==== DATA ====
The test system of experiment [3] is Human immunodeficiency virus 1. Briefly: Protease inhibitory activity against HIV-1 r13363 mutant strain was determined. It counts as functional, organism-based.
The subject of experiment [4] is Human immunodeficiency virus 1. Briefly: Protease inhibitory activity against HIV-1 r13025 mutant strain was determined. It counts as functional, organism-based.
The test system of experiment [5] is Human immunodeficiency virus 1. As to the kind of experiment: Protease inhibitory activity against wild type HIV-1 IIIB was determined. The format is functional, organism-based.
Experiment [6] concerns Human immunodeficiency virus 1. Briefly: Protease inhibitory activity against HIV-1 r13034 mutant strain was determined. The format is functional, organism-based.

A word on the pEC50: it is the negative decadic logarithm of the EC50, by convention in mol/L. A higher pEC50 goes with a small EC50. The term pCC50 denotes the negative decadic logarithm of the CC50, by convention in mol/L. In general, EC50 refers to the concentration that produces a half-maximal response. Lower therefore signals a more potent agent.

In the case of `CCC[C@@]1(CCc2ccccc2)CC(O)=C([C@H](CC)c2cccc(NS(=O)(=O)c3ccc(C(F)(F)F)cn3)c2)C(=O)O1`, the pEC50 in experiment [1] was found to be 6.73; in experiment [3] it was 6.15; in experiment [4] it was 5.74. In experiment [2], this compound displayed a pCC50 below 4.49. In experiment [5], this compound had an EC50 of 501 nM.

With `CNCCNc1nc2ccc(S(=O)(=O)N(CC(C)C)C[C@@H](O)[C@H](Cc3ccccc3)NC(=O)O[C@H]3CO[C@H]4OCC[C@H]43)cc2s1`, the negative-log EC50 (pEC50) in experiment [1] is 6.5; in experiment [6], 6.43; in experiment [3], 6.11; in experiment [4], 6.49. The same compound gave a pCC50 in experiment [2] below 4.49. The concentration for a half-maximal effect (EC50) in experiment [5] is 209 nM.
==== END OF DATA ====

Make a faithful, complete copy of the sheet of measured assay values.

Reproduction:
The test system of experiment [3] is Human immunodeficiency virus 1. Briefly: Protease inhibitory activity against HIV-1 r13363 mutant strain was determined. It counts as functional, organism-based.
The subject of experiment [4] is Human immunodeficiency virus 1. Briefly: Protease inhibitory activity against HIV-1 r13025 mutant strain was determined. It counts as functional, organism-based.
The test system of experiment [5] is Human immunodeficiency virus 1. As to the kind of experiment: Protease inhibitory activity against wild type HIV-1 IIIB was determined. The format is functional, organism-based.
Experiment [6] concerns Human immunodeficiency virus 1. Briefly: Protease inhibitory activity against HIV-1 r13034 mutant strain was determined. The format is functional, organism-based.

A word on the pEC50: it is the negative decadic logarithm of the EC50, by convention in mol/L. A higher pEC50 goes with a small EC50. The term pCC50 denotes the negative decadic logarithm of the CC50, by convention in mol/L. In general, EC50 refers to the concentration that produces a half-maximal response. Lower therefore signals a more potent agent.

In the case of `CCC[C@@]1(CCc2ccccc2)CC(O)=C([C@H](CC)c2cccc(NS(=O)(=O)c3ccc(C(F)(F)F)cn3)c2)C(=O)O1`, the pEC50 in experiment [1] was found to be 6.73; in experiment [3] it was 6.15; in experiment [4] it was 5.74. In experiment [2], this compound displayed a pCC50 below 4.49. In experiment [5], this compound had an EC50 of 501 nM.

With `CNCCNc1nc2ccc(S(=O)(=O)N(CC(C)C)C[C@@H](O)[C@H](Cc3ccccc3)NC(=O)O[C@H]3CO[C@H]4OCC[C@H]43)cc2s1`, the negative-log EC50 (pEC50) in experiment [1] is 6.5; in experiment [6], 6.43; in experiment [3], 6.11; in experiment [4], 6.49. The same compound gave a pCC50 in experiment [2] below 4.49. The concentration for a half-maximal effect (EC50) in experiment [5] is 209 nM.